We are searching data for your request:
Upon completion, a link will appear to access the found materials.
In a world bursting at the seams with film festivals, it can be easy to miss what’s on amongst the noise. As an avid traveller and documentary lover, I was pretty excited, then, to come across the Adventure Travel Film Festival, based out of Dorset in the UK.
In its second year, the festival — founded by travel writer Lois Pryce and filmmaker Austin Vince — looks to bring the thrill of adventurous travel to audiences who want to collectively experience it on the big screen. It may be no substitute to visiting these places in person, but it certainly provides people with the chance to see more of the world — and live vicariously — via the intrepid adventurers they’re watching.
The festival’s 5-point manifesto clearly states their mission:
- To showcase the best independent adventure travel films ever made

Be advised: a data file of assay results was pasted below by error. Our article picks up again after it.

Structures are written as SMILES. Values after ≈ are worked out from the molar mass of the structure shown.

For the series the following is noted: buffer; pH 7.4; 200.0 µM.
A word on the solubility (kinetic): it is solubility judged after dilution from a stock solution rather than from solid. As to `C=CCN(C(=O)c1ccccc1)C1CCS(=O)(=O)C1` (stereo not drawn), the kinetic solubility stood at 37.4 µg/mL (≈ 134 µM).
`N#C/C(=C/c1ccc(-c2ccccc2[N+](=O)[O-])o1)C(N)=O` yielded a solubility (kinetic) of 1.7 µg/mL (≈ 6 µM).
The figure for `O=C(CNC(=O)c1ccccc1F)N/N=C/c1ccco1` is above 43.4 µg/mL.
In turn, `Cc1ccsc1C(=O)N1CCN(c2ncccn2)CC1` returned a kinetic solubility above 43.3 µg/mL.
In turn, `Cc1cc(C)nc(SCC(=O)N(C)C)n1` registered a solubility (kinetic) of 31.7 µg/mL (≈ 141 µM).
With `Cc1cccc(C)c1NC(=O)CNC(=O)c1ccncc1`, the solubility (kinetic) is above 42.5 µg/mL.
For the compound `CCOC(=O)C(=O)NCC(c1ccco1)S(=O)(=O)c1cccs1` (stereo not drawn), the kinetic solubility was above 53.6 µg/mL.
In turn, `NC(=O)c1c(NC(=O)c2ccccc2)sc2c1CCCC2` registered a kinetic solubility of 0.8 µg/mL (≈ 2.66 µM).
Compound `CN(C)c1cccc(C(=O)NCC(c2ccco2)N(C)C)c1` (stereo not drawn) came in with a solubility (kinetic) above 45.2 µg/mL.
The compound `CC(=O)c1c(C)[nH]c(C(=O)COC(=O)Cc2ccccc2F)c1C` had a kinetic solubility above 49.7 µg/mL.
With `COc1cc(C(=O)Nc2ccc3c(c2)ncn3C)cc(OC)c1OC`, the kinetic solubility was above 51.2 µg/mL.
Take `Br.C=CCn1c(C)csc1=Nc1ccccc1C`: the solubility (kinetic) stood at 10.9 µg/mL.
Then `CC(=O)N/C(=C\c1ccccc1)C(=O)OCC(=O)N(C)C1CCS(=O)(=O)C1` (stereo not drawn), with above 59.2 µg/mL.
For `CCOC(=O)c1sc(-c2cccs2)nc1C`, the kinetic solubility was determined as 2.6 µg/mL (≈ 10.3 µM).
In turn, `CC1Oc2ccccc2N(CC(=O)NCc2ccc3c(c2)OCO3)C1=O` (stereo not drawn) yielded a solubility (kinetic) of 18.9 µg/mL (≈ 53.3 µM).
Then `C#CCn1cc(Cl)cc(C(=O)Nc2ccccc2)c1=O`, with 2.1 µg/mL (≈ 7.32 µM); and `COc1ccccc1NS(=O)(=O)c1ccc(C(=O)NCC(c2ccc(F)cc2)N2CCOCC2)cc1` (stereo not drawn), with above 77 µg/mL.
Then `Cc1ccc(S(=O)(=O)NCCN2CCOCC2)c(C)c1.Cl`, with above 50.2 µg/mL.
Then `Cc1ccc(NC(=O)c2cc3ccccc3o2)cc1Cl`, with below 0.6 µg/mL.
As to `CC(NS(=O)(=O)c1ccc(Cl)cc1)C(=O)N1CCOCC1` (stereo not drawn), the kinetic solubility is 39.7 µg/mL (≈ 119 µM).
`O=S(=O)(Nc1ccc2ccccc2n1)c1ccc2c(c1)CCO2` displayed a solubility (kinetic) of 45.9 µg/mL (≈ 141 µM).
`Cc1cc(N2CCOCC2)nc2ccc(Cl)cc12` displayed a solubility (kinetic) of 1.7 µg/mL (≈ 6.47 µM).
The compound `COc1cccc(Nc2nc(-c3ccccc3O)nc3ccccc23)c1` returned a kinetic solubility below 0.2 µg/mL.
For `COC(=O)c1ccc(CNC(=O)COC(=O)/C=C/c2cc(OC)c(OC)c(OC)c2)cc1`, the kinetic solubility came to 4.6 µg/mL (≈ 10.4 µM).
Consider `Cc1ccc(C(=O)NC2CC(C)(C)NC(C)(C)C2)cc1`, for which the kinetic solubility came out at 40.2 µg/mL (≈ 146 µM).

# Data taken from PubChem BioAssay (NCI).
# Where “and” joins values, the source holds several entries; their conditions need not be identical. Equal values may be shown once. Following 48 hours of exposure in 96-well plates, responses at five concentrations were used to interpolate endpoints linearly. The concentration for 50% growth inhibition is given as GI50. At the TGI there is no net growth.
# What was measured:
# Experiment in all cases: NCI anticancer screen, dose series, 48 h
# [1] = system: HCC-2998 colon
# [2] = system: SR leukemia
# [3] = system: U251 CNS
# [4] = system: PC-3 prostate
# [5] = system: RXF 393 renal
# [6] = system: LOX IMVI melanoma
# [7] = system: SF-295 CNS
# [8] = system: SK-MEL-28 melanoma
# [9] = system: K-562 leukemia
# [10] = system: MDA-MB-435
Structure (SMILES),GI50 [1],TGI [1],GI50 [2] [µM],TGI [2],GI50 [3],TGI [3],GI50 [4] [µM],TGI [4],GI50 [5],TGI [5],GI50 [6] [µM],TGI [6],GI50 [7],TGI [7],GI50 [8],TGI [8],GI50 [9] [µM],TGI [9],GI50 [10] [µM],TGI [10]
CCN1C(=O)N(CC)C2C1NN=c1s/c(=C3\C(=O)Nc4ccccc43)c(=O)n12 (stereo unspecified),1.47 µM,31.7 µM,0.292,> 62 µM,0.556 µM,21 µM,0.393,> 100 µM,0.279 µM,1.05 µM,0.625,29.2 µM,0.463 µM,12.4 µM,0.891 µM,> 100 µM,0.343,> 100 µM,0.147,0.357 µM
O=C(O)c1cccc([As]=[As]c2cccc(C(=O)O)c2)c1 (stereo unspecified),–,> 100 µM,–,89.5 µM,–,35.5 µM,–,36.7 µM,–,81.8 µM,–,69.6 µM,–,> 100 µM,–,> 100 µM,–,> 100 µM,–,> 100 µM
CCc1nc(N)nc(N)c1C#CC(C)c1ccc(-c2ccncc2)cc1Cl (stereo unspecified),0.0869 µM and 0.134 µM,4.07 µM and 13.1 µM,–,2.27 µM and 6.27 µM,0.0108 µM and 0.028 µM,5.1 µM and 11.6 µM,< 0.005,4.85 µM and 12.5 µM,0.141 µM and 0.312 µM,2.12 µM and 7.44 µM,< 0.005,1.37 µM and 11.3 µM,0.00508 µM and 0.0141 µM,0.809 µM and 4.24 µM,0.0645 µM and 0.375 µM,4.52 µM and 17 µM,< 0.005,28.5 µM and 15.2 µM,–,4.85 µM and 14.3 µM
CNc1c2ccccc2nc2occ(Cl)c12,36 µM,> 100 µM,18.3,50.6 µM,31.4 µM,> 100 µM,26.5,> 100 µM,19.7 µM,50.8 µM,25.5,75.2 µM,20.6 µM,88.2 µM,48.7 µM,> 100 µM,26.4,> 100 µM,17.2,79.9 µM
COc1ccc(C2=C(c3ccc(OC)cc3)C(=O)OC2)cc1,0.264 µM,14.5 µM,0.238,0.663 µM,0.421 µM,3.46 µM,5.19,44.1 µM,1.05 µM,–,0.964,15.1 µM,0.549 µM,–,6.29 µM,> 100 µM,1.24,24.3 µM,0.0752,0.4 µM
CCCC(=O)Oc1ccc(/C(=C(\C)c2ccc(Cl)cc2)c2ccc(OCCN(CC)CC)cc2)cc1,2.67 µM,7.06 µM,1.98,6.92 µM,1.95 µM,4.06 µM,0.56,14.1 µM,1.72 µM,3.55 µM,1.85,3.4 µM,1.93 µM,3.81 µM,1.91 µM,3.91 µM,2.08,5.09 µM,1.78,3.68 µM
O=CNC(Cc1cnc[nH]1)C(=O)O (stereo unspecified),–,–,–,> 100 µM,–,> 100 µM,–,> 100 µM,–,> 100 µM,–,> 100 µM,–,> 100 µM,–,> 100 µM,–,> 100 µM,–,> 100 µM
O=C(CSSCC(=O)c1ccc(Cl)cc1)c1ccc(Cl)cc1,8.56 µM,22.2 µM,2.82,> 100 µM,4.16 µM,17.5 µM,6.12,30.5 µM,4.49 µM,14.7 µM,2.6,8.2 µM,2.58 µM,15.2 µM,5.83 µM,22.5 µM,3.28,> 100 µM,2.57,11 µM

- To guarantee a platform for future adventure filmmakers
- To bring together the adventure travel community
- We know that making a good film isn’t difficult — we will show you how
- To have loads of fun while doing all the above!
Some highlights from the programme include Alone Across Australia, a self-shot doc by adventurer Jon Muir, who crossed the Australian desert on his own over a four-month period, living off rainwater and the animals he encountered; White Silk Road, which follows a group of Aussie surfers who take their snowboards to “the axis of evil” to ride some snow in Afghanistan, finding a lot fewer jihadis and a lot more warm welcomes than we might be led to believe; and World Traveller Adventures – Mission to India, which looks at a group of underground sound engineers, travellers, and new-age ravers who transport their sprawling community to India in a bid to start a new culture of techno on the subcontinent.
Other highlights include the UK premier of a rare collection of Iranian travel documentaries by the Omidvar Brothers between 1954-64, a filmmaking workshop on “How to Film Your Adventure,” alongside specialist sessions on shooting with Super 8, sound, narrative and editing, and the Vintage Cinema Bus, which will feature a programme of documentary shorts from the BFI film archives.
Running from 16 – 18 August, this weekend of docs and camping looks set to be a fun few days.